While the specifics of George Washington's faith have been subject to much historical speculation, the faith of John Adams, the second President of the United States is not. Adams was raised in the Congregational tradition of New England in the context of a stoic Calvinism. And while Adams would reject Calvinist doctrine as an adult, he would always hang onto a kind of "stiff upper lip" fatalism that forced him to press on in life in difficult and tragic times.
As a young man, Adams briefly entertained the idea of entering the ministry, but decided against it as he felt he had not the temperament. In addition, he did not care for what he witnessed growing up of the frightful engines of ecclesiastical councils, of diabolical malice, and Calvinistic good nature. (1)
Adams was an avid Bible reader but he did not consider the books of the Bible to be the only divinely inspired writings. When he read a letter from his adult son, John Quincy Adams, admonishing his children to follow "the biblic rule of faith," the elder Adams responded by asking his son which Bible. There were, after all, "thirty thousand variations."
Unlike George Washington, Adams actively attended church all of his life no matter where he happened to live at the time. But he complained about preachers who were, in his word, "orthodox" in their doctrine. Adam's father-in-law was one such preacher. Prior to their marriage Abigail Adam's father had hoped she would break off her engagement to John, the young unorthodox lawyer. Such would not be the case. Even though the tension between the two men in reference to religion troubled Abigail (who seemed to retain much of her theologically traditional views throughout her life in spite of John), she managed to use the situation in humorous fashion. When the two were married, Abigail's father permitted Abigail to choose the Scripture text for his first sermon after their marriage, something he did for all of his daughters. Abigail chose the verse, "John came neither eating nor drinking, and ye say, He hath a devil." (2)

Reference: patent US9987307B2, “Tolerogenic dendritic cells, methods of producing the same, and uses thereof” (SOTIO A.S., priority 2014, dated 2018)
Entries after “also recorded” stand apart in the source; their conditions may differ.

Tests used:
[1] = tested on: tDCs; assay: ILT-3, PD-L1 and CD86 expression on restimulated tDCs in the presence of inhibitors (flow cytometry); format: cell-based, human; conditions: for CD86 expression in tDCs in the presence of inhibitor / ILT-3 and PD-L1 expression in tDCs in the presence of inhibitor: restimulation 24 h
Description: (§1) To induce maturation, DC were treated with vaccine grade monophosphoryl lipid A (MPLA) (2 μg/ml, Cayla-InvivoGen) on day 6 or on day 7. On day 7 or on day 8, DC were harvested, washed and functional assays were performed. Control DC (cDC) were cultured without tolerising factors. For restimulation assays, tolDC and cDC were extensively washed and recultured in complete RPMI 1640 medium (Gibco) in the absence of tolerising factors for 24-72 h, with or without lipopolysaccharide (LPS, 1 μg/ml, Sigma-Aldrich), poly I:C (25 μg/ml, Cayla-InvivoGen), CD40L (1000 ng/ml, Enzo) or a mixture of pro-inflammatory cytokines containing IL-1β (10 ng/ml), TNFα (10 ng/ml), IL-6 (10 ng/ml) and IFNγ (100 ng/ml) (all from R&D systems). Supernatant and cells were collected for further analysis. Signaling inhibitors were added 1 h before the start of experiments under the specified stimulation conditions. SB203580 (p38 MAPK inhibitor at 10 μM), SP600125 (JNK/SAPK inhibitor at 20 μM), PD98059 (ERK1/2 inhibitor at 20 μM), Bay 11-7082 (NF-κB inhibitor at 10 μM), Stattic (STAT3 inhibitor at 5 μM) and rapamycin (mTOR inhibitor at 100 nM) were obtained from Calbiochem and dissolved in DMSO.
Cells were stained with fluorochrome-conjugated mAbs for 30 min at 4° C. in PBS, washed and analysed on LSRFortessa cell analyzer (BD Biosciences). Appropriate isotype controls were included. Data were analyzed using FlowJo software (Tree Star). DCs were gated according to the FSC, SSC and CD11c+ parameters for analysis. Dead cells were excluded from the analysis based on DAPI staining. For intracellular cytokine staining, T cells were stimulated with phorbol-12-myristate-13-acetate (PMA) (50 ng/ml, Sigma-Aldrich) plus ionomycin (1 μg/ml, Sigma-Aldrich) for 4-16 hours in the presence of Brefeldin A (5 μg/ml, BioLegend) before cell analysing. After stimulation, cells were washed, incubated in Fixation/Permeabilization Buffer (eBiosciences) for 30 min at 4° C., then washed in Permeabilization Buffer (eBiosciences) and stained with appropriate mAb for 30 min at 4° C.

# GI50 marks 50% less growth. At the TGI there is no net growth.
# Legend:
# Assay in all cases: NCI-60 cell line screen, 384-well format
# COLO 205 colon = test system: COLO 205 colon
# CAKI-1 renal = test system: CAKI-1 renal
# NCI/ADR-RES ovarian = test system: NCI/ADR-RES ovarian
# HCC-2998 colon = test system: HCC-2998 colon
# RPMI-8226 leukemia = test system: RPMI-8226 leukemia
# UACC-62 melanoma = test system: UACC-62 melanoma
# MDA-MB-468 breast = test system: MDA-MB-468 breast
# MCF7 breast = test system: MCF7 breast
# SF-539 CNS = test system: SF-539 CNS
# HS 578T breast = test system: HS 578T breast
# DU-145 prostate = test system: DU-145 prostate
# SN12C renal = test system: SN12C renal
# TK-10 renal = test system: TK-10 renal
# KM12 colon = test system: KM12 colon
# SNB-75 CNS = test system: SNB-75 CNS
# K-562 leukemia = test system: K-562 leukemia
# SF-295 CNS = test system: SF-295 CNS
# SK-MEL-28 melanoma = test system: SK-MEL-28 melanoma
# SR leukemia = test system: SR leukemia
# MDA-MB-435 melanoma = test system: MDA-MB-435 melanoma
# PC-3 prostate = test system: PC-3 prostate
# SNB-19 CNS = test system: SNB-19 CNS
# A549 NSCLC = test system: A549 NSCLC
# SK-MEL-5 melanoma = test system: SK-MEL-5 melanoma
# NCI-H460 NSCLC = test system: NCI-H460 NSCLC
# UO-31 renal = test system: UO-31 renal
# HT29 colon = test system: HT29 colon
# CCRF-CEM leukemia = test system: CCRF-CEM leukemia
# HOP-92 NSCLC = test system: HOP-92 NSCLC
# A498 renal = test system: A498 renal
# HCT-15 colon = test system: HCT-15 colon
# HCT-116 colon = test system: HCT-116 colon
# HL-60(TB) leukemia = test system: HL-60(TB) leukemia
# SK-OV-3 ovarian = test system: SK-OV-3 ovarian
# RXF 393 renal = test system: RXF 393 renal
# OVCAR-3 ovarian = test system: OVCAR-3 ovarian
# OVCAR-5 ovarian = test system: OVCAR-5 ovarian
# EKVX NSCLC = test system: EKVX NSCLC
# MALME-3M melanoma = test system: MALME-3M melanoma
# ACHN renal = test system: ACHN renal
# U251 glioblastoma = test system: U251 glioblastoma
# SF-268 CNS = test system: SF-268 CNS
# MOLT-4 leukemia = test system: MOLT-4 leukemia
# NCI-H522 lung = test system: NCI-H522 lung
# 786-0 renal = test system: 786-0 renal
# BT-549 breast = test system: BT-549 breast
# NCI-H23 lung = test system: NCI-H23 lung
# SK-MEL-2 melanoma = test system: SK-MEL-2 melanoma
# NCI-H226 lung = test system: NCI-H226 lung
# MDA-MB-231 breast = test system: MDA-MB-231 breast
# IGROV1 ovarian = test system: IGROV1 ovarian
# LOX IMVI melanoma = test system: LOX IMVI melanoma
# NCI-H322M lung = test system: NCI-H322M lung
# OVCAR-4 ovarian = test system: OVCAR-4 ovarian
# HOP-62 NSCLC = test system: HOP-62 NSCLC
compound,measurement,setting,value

Adams' comments on specific Christian doctrines reveal that he cannot be considered as evangelical nor orthodox. Adams rejected the doctrine of original sin. "I am answerable enough for my own sins," he stated. (3) Nevertheless, unlike many of his contemporaries, Adam had less of a positive view of human nature and reason. Thomas Jefferson believed that human reason could one day solve every problem. Adams was more circumspect. He too believed in the abilities of the human intellect and he may have rejected a literal reading of Adam and Eve, but he believed that the story taught a symbolic truth about the frailties of humanity that everyone should heed. For Adams, human beings were indeed guilty of sins before God.
On the Incarnation of Christ and atonement, Adams leaves no doubt as to where he stands: An incarnate God!!! An eternal, self-existent, omnipotent, omniscient author of this stupendous universe, suffering on a cross!!! My soul starts with horror at the idea, and it has stupefied the Christian world. It has been the source of almost all the corruptions of Christianity. (4) In a letter to Thomas Jefferson, Adams wrote that the doctrines of incarnation and deity of Jesus were an "aweful blasphemy." (5) Adams strong words against such orthodox doctrines were offered not only as a polemic against Protestant believers of such a stripe, but like many of his contemporaries (especially Jefferson) Adams clearly seemed to be directly targeting Catholicism, which was often mentioned in the same breath as superstition.